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July 2, 2015

2

The French Mint: Les Anis de Flavigny

by Anne Paddock

Sharing a candy with an aniseed in its heart is a demonstration of love.

More than 400 years ago (1591) in an Abbey in the Burgundy region of eastern France, a group of Benedictine Monks started making a hard candy from the anise seed, which comes from the plant called Pimpinella Asisum – a sprawling green herb plant with an aromatic scent, strong feathery stems, green leaves and tiny white flowers that produce anise fruits or what others called anise seeds. Known for their distinctive flavor, anise seeds proved to be the foundation for one of the world’s oldest hard candies: Anis.

canstockphoto11399155Anise is often confused with star anise, fennel, and licorice because all four have a similar licorice-like flavor. However, anise has a mild, smoother flavor which makes the seed popular among food producers and chefs – even though anise seeds are more expensive to cultivate than its distant cousins.canstockphoto20324747

The centuries old recipe called for harvested anise seeds to be placed in large pans to which sugar and water are added. As the seeds roll around in the pan, they become covered in successive layers of the sugar syrup and start to look like little tiny white eggs or little oval snowballs. The candies were named Les Anis de Flavigny and are still made from the same original recipe which requires candy makers to spend 15 days to take the 2 milligram seed to a 1 gram candy ball.AnisdeFlavigny

The candy factory is still located in the Abbey in the small village (population about 400) of Flavigny-sur-Ozerain (“Flavigny”) although the monks no longer make the candies. Since 1923, the Troubat family has owned and managed the company and now manufacture more than 250 million anis candies (more than 550,000 pounds) annually.les_anis_de_flavigny_candy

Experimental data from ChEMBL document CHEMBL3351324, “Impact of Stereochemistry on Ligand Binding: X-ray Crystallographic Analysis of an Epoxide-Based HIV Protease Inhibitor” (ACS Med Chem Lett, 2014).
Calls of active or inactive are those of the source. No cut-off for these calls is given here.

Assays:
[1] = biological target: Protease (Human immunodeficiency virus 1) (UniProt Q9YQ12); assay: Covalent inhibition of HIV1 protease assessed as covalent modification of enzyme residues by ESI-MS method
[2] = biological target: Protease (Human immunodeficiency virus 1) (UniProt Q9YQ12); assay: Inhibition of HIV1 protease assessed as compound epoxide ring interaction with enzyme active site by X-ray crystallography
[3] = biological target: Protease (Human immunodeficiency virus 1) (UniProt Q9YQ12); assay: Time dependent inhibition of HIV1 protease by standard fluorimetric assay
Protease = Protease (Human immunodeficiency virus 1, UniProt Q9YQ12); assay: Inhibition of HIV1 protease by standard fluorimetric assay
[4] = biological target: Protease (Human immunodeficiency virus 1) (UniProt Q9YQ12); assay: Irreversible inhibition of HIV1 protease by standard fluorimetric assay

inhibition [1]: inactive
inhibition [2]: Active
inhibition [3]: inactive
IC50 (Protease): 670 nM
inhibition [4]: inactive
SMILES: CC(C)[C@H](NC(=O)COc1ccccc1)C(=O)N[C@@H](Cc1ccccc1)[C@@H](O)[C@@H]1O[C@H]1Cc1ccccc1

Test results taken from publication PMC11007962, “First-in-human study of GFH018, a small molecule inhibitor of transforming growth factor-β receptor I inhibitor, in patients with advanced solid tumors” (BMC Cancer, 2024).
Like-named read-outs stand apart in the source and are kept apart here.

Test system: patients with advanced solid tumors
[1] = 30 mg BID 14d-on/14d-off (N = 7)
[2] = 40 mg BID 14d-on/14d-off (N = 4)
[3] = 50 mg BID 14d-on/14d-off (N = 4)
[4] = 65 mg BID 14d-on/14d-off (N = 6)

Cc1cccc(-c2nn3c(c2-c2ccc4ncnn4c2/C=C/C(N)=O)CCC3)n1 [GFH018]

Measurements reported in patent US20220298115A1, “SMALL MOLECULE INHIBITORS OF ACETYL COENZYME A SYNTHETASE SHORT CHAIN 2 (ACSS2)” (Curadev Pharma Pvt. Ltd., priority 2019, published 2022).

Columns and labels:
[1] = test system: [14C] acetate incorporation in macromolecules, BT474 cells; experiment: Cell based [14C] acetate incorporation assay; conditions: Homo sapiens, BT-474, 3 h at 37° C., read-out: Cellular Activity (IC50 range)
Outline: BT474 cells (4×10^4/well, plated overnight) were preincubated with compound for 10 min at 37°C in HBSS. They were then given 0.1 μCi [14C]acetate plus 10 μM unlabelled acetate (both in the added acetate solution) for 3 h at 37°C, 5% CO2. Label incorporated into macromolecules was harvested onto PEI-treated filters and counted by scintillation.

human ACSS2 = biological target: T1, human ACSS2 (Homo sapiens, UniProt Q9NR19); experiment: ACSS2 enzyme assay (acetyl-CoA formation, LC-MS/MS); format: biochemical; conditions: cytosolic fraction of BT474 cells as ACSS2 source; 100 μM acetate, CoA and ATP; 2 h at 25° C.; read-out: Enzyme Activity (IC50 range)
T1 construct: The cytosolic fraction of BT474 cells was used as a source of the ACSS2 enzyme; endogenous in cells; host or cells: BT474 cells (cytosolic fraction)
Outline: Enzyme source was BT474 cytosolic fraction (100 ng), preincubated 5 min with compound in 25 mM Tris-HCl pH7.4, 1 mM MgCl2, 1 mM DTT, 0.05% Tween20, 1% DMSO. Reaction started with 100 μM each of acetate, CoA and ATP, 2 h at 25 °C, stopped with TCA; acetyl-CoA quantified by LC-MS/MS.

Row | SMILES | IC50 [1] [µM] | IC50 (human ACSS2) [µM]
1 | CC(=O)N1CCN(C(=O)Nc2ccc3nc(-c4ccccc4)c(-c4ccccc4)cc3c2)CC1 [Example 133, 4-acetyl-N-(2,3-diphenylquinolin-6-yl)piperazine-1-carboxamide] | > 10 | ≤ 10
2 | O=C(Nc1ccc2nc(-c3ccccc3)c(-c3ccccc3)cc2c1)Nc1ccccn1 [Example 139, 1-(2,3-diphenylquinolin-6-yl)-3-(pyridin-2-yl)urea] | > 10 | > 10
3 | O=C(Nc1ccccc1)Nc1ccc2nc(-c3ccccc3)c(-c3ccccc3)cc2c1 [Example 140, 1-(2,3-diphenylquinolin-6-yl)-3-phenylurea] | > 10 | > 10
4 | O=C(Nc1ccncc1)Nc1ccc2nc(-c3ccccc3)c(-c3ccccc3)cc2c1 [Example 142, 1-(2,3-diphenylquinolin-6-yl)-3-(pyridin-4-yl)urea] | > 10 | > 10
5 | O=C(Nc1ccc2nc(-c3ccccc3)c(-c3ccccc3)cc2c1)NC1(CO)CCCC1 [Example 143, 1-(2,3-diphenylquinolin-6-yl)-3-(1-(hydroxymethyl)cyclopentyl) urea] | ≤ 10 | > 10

Today, Maison Troubat makes more than ten varieties of the french mint including the original, lemon, orange blossom, tangerine, blackcurrant, ginger, mint, violet, rose, and licorice. The flavored varieties are made from natural flavors extracted from plants by steam or alcohol distillation. Essential oils are made from mint leaves, orange blossoms, rose petals and more (to make one liter of natural essence of orange blossom, a ton of orange blossoms are needed and to make one liter of natural rose essence, two tons of rose petals are needed). There are no artificial flavors or colors used to make Les Anis de Flavigny.Anis_de-Flavigny_traditional_tins

Each anis candy is small and looks like a little oval egg although the mints are no bigger than a large pea. Smooth and slightly sweet, the mints melt on the tongue and are not meant to be bitten but the desire to bite into the mint when the little oval gets very small is very hard to resist (it’s the American equivalent of licking and then biting into a Tootsie Pop). The real treat  – whether the candy is allowed to dissolve or is bitten into – is in the center:  a burst of mild anise flavor fills your mouth for a satisfying ending.anis_de_flavigny_mints

Les Anis de Flavigny are packaged in sachets, oval tins, traditional boxes, and plastic bulk packets although the tins and bulk packets are most widely available in the United States. Each tin (50 grams or 1.76 ounces) contains about 50 mints and sells for $4 – $5, depending on the retailer. www.candy.com sells 8 tins of one flavor for $24.95 while www.smallflower.com sells the tins for $4.25 each (with shipping only $1.95 for the full order). A Touch of Europe (www.touchofeurope.net) sells the bulk plastic packets (8.8 ounces) for $16.50 plus shipping (very reasonable and based on the size of the order).anis_de_flavigny_bulk

To read more about Les Anis de Flavigny, go to the company website:  www.anis-flavigny.com

2 Comments Post a comment
  1. Jul 2 2015

    The packaging is gorgeous!

  2. Jul 2 2015

    I agree. The French always make everything gorgeous.

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